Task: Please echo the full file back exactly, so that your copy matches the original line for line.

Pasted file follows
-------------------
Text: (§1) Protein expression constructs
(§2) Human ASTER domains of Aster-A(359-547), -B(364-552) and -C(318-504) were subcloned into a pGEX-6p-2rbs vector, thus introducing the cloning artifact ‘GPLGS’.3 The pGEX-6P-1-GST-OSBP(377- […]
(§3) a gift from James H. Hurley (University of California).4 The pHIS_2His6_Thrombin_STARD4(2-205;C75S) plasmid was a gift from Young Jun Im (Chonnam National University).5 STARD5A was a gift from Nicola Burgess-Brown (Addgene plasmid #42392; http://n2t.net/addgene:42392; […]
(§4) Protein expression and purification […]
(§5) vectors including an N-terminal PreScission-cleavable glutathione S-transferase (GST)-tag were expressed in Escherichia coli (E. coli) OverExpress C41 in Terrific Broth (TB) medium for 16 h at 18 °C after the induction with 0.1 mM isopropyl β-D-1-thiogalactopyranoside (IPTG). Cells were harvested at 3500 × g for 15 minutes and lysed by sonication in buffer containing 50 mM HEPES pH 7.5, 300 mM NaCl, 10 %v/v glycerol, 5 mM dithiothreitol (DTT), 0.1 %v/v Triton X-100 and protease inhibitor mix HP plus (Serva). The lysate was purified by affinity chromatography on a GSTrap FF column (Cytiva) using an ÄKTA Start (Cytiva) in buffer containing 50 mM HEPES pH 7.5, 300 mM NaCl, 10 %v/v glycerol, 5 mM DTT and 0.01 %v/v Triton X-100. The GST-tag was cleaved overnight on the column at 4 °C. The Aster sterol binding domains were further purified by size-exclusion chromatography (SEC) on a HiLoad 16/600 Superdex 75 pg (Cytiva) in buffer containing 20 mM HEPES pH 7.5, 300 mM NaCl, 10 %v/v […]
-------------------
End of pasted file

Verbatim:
Text: (§1) Protein expression constructs
(§2) Human ASTER domains of Aster-A(359-547), -B(364-552) and -C(318-504) were subcloned into a pGEX-6p-2rbs vector, thus introducing the cloning artifact ‘GPLGS’.3 The pGEX-6P-1-GST-OSBP(377- […]
(§3) a gift from James H. Hurley (University of California).4 The pHIS_2His6_Thrombin_STARD4(2-205;C75S) plasmid was a gift from Young Jun Im (Chonnam National University).5 STARD5A was a gift from Nicola Burgess-Brown (Addgene plasmid #42392; http://n2t.net/addgene:42392; […]
(§4) Protein expression and purification […]
(§5) vectors including an N-terminal PreScission-cleavable glutathione S-transferase (GST)-tag were expressed in Escherichia coli (E. coli) OverExpress C41 in Terrific Broth (TB) medium for 16 h at 18 °C after the induction with 0.1 mM isopropyl β-D-1-thiogalactopyranoside (IPTG). Cells were harvested at 3500 × g for 15 minutes and lysed by sonication in buffer containing 50 mM HEPES pH 7.5, 300 mM NaCl, 10 %v/v glycerol, 5 mM dithiothreitol (DTT), 0.1 %v/v Triton X-100 and protease inhibitor mix HP plus (Serva). The lysate was purified by affinity chromatography on a GSTrap FF column (Cytiva) using an ÄKTA Start (Cytiva) in buffer containing 50 mM HEPES pH 7.5, 300 mM NaCl, 10 %v/v glycerol, 5 mM DTT and 0.01 %v/v Triton X-100. The GST-tag was cleaved overnight on the column at 4 °C. The Aster sterol binding domains were further purified by size-exclusion chromatography (SEC) on a HiLoad 16/600 Superdex 75 pg (Cytiva) in buffer containing 20 mM HEPES pH 7.5, 300 mM NaCl, 10 %v/v […]